By Ruth Brown, Idaho Reports
After a late start this session, the Joint Legislative Oversight Committee met Thursday, allowing the publication of a long-awaited report regarding the state’s direct care services workforce.
The Office of Performance Evaluations drafted the report at the committee’s request last year. Direct care workers are responsible for helping people who need care in the home, such as elderly disabled people or people with developmental disabilities.
OPE found there are roughly 33,000 people in Idaho who rely on the direct care workforce, and only 23,000 workers to help with personal care, nursing, transportation and other daily tasks.
The report found the state needs an estimated 3,000 more direct care workers. The shortage is worse in North Idaho in counties that border Washington and Oregon, where wages are higher for the same jobs. Disabled people who are reliant on Medicaid are also facing disproportionate shortages.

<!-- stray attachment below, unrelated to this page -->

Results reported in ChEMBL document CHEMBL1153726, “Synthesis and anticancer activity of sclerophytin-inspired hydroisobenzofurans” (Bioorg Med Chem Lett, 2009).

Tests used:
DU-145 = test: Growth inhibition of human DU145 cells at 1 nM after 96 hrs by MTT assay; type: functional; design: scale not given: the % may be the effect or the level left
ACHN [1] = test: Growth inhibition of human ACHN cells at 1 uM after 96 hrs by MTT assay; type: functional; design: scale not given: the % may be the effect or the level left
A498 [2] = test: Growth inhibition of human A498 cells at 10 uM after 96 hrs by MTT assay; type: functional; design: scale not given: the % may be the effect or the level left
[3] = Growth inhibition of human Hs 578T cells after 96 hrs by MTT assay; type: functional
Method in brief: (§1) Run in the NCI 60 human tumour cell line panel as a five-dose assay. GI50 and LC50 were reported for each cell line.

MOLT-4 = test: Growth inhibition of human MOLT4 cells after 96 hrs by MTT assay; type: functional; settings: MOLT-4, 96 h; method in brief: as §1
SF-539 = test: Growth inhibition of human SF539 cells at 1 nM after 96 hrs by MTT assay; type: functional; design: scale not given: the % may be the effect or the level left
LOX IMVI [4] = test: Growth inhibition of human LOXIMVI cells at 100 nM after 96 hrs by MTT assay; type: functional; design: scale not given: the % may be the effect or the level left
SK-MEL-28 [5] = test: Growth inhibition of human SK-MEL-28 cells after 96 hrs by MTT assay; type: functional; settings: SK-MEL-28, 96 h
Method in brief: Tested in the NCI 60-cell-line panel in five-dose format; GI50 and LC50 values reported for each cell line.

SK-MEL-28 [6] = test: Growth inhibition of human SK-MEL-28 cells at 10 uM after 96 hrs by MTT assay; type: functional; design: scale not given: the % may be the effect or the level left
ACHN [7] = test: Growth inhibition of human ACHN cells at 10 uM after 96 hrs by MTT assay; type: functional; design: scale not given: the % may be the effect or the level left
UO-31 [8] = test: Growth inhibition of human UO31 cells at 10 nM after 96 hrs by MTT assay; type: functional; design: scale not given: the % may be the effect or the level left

The number of employees working in direct care fell sharply in mid-2021. Because that wasn’t the start of the COVID-19 pandemic, OPE evaluator Sasha O’Connell told the committee that shortage aligns with the hypothesis that that’s when other employers started increasing their wages.
The data showed in the second half of 2021, there were 2,642 fewer direct care employees.
Because of the workforce shortage, the surveyed businesses said they kept low-performing employees longer, hired employees with fewer qualifications, declined to accept new clients and had waitlists for services.
The report focused on Idaho’s Medicaid rates, which do not support competitive wages for most direct care services. The Division Medicaid sets the rate every five years, according to administrative rule.
OPE recommended the Legislature consider requiring the Division of Medicaid to include more information on inflation costs in its budget request. The Legislature could also consider allowing the division to set region-specific reimbursement rates, OPE suggested.
Other recommendations included expanding existing efforts to make training available for direct care workers or creating a career ladder. Of the direct care workers polled, seven in 10 workers said their employer did not offer a retirement plan, and six in 10 reported they did not qualify for health insurance, even if it was offered. About 18% of direct care workers had health coverage through Medicaid expansion. Workers surveyed reported an average wage of $14 an hour. Most workers reported they would stay in their job if that wage increased to $19 an hour.
Because OPE reports are intended to be educational, JLOC did not take further action regarding the report Thursday.